Recently in Performances
Is A Dog’s Heart even an opera? It is sung by opera singers to live
music. Alexander Raskatov’s score, however, is secondary to the incredible
stage visuals. Whatever it is, actor/director Simon McBurney’s first stab at
opera is fantastic theatre. Its revival at Dutch National Opera, where it
premiered in 2010, is hugely welcome.
I kept hearing from knowledgeable opera fanatics that the Israeli Opera (IO) in Tel Aviv was a surprising sure bet. So I made my way to the Homeland to hear how supposedly great the quality of opera was. And man, I was in for treat.
At Phoenix’s Symphony Hall on Friday evening April 7, Arizona Opera offered its final presentation of the 2016-2017 season, Gioachino Rossini’s Cinderella (La Cenerentola). The stars of the show were Daniela Mack as Cinderella, called Angelina in the opera, and Alek Shrader as Don Ramiro. Actually, Mack and Shrader are married couple who met singing these same roles at San Francisco Opera.
On Saturday evening April 1, 2017, Placido Domingo and Los Angeles Opera celebrated their tenth year of training young opera artists in the Domingo-Colburn-Stein Program. From the singing I heard, they definitely have something of which to be proud.
The town’s name itself “Baden-Baden” (named after Count Baden) sounds already enticing. Built against the old railway station, its Festspielhaus programs the biggest stars in opera for Germany’s largest auditorium. A Mecca for music lovers, this festival house doesn’t have its own ensemble, but through its generous sponsoring brings the great productions to the dreamy idylle.
The Festspielhaus in Baden-Baden pretty much programs only big stars. A prime example was the Fall Festival this season. Grigory Sokolov opened with a piano recital, which I did not attend. I came for Cecilia Bartoli in Bellini’s Norma and Christian Gerhaher with Schubert’s Die Winterreise, and Anne-Sophie Mutter breathtakingly delivering Mendelssohn’s Violin Concerto together with the London Philharmonic Orchestra. Robin Ticciati, the ballerino conductor, is not my favorite, but together they certainly impressed in Mendelssohn.
Mahler as dramatist! Mahler Symphony no 8 with Vladimir Jurowski and the London Philharmonic Orchestra at the Royal Festival Hall. Now we know why Mahler didn't write opera. His music is inherently theatrical, and his dramas lie not in narrative but in internal metaphysics. The Royal Festival Hall itself played a role, literally, since the singers moved round the performance space, making the music feel particularly fluid and dynamic. This was no ordinary concert.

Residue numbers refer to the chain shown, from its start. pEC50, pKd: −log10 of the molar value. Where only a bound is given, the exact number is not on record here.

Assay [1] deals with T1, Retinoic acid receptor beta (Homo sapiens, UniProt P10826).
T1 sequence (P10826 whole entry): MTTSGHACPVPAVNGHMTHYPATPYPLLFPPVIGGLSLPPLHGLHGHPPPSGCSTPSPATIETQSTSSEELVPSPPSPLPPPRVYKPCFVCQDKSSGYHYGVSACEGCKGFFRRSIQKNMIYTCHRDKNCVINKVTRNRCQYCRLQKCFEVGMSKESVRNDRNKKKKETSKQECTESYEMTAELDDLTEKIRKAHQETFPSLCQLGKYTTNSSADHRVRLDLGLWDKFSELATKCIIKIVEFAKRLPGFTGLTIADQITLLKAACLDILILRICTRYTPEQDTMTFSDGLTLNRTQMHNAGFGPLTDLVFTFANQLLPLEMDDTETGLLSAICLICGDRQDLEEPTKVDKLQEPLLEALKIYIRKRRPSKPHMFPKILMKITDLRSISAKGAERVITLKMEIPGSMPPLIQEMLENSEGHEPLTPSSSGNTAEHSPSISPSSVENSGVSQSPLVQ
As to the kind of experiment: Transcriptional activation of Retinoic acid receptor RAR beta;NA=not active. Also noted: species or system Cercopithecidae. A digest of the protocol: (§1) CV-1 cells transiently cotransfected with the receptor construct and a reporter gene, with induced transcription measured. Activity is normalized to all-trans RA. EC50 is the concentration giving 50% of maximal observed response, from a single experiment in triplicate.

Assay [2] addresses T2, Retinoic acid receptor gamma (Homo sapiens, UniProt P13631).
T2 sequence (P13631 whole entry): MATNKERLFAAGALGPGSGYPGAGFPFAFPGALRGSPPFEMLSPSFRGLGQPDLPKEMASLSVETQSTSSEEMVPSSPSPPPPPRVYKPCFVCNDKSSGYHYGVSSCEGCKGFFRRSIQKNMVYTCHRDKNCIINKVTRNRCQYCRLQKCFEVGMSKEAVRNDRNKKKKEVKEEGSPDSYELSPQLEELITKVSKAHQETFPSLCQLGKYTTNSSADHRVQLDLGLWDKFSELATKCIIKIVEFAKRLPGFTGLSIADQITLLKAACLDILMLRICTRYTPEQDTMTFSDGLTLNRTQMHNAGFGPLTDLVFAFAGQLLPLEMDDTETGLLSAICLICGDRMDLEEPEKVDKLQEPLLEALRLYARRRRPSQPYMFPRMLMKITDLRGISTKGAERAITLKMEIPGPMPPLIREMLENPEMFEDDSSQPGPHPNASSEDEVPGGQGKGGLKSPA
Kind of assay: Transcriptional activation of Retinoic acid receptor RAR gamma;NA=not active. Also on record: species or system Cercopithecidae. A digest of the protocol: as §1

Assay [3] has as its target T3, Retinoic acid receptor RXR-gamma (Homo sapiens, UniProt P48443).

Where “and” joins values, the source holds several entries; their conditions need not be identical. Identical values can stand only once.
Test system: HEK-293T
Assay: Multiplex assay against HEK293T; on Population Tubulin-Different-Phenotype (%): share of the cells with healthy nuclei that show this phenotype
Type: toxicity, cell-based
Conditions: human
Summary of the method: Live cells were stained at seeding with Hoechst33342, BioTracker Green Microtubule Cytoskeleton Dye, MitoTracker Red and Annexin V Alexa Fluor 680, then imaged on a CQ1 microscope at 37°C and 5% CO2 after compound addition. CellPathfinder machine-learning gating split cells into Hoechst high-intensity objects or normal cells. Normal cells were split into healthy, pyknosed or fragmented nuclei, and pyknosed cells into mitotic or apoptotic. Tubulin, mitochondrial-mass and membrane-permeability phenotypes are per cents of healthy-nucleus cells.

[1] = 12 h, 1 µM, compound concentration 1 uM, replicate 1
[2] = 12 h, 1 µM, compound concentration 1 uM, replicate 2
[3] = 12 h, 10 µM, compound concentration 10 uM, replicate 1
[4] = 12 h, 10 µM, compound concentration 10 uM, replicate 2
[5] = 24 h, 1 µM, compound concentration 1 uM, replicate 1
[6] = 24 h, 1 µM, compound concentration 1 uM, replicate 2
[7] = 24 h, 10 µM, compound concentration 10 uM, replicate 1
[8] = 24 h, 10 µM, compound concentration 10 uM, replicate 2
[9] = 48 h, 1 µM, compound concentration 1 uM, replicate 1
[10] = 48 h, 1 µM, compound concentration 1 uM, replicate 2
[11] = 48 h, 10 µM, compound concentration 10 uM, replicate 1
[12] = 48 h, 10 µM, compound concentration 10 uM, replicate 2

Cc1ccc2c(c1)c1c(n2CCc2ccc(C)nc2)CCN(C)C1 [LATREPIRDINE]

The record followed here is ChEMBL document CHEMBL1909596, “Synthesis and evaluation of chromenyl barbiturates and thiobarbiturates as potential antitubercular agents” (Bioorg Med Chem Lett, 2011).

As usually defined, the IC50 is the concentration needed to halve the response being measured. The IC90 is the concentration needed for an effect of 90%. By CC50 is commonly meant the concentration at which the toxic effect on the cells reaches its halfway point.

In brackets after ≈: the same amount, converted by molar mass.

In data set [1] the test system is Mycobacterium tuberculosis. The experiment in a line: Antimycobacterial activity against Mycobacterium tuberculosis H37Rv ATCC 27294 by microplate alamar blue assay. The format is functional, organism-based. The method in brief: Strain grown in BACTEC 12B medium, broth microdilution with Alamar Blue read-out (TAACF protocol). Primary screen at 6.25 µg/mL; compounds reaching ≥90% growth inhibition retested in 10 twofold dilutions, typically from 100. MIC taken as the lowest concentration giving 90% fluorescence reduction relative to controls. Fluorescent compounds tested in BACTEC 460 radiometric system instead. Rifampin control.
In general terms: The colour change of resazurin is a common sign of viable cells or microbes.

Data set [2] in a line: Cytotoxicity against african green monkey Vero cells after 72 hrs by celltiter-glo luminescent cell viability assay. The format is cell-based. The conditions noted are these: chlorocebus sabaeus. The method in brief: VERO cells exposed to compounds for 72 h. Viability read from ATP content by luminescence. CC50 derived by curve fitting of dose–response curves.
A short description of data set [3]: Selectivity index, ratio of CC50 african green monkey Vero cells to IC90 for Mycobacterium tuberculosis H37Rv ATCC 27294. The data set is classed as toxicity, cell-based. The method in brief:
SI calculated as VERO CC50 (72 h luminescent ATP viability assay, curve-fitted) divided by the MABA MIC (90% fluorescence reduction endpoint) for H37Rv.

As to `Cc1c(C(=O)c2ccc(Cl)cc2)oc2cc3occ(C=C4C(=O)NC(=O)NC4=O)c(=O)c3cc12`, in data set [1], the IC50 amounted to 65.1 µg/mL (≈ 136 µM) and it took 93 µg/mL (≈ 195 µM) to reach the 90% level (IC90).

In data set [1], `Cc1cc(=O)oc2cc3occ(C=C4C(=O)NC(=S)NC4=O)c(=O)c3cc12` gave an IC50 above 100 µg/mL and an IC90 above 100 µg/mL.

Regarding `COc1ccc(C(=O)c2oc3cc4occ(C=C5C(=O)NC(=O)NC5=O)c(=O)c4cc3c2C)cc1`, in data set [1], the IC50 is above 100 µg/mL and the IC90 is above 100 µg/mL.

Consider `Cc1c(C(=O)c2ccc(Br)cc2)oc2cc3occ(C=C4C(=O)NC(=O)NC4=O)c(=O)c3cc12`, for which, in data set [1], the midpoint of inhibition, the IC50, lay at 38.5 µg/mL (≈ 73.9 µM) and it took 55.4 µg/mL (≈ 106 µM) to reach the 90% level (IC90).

Imagine a fête galante by Jean-Antoine Watteau brought to life, its colour and movement infusing a bucolic scene with charm and theatricality. Jean-Philippe Rameau’s opéra-ballet Les fêtes d'Hébé, ou Les talens lyriques, is one such amorous pastoral allegory, its three entrées populated by shepherds and sylvans, real characters such as Sapho and mythological gods such as Mercury.
Whatever one’s own religious or spiritual beliefs, Bach’s St Matthew Passion is one of the most, perhaps the most, affecting depictions of the torturous final episodes of Jesus Christ’s mortal life on earth: simultaneously harrowing and beautiful, juxtaposing tender stillness with tragic urgency.
Lindy Hume’s sensational La bohème at the Berliner
Staatsoper brings out the moxie in Puccini. Abdellah Lasri emerged as a
stunning discovery. He floored me with his tenor voice through which he
embodied a perfect Rodolfo.
Listening to Moritz Eggert’s Caliban is the equivalent of
watching a flea-ridden dog chasing its own tail for one-and-half hours. It
scratches, twitches and yelps. Occasionally, it blinks pleadingly, but you
can’t bring yourself to care for such a foolish animal and its
A large audience packed into the Wigmore Hall to hear the two Baroque rarities featured in this melodious performance by Christian Curnyn’s Early Opera Company. One was by the most distinguished ‘home-grown’ eighteenth-century musician, whose music - excepting some of the lively symphonies - remains seldom performed. The other was the work of a Saxon who - despite a few ups and downs in his relationship with the ‘natives’ - made London his home for forty-five years and invented that so English of genres, the dramatic oratorio.